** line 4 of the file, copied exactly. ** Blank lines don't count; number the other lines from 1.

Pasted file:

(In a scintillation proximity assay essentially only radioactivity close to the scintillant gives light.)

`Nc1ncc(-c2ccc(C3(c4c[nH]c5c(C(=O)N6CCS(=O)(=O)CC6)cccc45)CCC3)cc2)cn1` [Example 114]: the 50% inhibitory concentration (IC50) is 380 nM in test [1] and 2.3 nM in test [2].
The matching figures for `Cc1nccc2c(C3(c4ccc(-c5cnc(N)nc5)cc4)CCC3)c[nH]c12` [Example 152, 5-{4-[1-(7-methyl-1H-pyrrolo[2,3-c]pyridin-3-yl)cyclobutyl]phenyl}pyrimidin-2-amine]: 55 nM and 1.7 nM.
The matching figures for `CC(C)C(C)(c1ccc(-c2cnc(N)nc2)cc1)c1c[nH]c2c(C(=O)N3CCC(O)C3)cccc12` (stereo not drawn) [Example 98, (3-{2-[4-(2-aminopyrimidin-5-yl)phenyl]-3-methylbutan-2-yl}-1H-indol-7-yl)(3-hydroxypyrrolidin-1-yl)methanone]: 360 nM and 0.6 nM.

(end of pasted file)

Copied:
The matching figures for `CC(C)C(C)(c1ccc(-c2cnc(N)nc2)cc1)c1c[nH]c2c(C(=O)N3CCC(O)C3)cccc12` (stereo not drawn) [Example 98, (3-{2-[4-(2-aminopyrimidin-5-yl)phenyl]-3-methylbutan-2-yl}-1H-indol-7-yl)(3-hydroxypyrrolidin-1-yl)methanone]: 360 nM and 0.6 nM.